We’ve come to the end of BB’s first half term at school and never in all of her four years have I been asked about her name so much. ‘Where does it come from?’ ‘How did you get the idea for that?’ and ‘Is that actually her real name?’
For those of you who don’t know, she’s called Bluebell. When people first hear this responses tend to range from the enthusiastic ‘what a lovely name!’ to polite silence to clear disapproval. Often, when strangers ask BB her name and she tells them, they turn to me for confirmation with a look on their face that says ‘did she just say Bluebell?’
When Misery Guts told his granny – in a voice I’ve only ever heard him use when speaking to his grandparents – she simply said ‘oh’ in the most disapproving tone you can imagine (think Hyacinth Bucket).
But I didn’t care. With a ‘boring’ surname like Brown (that’s right, BB’s blog name is very imaginatively her initials) we thought her first name should be something a bit different. I think Bluebell Brown has a ring to it, and sounds like someone you’d like to be friends with. I can’t imagine her being called anything else.
So how do you pick the perfect baby name? While some people don’t like our choice, others have said they wished they were brave enough to go with the name they really liked but ‘daren’t’.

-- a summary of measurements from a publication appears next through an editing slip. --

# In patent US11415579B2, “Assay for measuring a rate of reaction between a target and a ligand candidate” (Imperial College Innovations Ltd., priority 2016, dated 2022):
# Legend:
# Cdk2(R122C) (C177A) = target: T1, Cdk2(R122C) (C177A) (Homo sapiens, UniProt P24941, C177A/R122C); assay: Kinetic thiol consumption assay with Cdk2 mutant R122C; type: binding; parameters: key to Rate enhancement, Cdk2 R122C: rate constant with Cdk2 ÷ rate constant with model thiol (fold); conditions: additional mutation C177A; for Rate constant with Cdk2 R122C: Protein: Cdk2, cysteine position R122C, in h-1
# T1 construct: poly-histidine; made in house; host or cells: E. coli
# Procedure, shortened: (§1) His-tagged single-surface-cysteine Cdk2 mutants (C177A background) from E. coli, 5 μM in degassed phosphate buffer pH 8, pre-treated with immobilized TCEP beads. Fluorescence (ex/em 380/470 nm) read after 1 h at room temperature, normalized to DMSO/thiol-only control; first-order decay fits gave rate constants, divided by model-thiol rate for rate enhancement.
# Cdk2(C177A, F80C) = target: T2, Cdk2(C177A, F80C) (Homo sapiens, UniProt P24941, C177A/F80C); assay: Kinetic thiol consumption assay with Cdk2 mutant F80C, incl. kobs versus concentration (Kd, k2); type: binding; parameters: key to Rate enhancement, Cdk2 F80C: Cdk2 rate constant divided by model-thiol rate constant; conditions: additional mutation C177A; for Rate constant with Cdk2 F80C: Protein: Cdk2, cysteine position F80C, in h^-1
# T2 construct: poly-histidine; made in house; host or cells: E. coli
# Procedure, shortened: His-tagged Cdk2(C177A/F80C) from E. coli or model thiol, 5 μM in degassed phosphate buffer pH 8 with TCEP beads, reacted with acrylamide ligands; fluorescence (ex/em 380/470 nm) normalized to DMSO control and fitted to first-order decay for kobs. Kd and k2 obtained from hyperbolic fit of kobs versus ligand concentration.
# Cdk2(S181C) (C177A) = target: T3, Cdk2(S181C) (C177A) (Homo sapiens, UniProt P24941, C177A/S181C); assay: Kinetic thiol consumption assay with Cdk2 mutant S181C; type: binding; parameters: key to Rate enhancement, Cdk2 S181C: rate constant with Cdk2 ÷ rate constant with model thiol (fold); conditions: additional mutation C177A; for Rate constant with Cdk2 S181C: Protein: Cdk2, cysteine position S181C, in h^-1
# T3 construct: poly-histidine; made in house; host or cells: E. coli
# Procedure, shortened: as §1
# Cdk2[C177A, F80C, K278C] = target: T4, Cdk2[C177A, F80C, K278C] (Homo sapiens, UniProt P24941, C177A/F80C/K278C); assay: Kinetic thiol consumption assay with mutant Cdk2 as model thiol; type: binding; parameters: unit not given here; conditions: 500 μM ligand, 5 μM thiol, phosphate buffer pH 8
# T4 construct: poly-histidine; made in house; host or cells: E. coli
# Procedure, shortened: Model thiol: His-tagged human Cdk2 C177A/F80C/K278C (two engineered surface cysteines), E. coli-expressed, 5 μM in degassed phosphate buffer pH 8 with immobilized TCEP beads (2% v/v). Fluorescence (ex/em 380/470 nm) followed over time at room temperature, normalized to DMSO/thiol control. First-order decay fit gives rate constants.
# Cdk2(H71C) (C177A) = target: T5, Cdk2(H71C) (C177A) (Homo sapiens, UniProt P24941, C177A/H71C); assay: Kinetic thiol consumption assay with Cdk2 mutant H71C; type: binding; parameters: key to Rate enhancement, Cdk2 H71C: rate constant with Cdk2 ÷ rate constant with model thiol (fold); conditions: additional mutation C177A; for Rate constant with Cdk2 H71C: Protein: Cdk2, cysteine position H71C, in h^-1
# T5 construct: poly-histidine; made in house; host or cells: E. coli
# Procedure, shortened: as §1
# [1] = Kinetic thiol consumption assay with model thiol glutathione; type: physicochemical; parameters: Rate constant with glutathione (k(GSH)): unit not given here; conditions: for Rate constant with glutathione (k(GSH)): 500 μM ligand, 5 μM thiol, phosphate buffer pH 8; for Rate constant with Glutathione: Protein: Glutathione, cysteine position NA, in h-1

I thought about both BB’s and Little B’s long and hard (he’s Maximilian, so not so left field), and here’s what I did:
1. I bought a baby name dictionary and read it from start to finish. It took a while and several months (let’s face it, time is on your side) and I figured I might come across something I hadn’t thought of.
2. I wrote down all the names, and combination of names, I liked in a notebook and looked at them every now and again. Some grew on me (Misery Guts declared our daughter would be called Bluebell before we even knew whether she would be a girl. At first I thought it was ridiculous, but it was the one name I kept going back to) while I went off others. It also gave me the chance to see how they looked on paper.
3. I considered how the names might be shortened by other people. You can’t control how friends and family might shorten a name in the future, so avoid anything you wouldn’t be happy with.
4. If you and your other half can’t agree on a name don’t stress about it too much. In the first 10 minutes after the birth you can call the baby anything you want.
5. Have courage in your convictions! It doesn’t matter what anyone else thinks.
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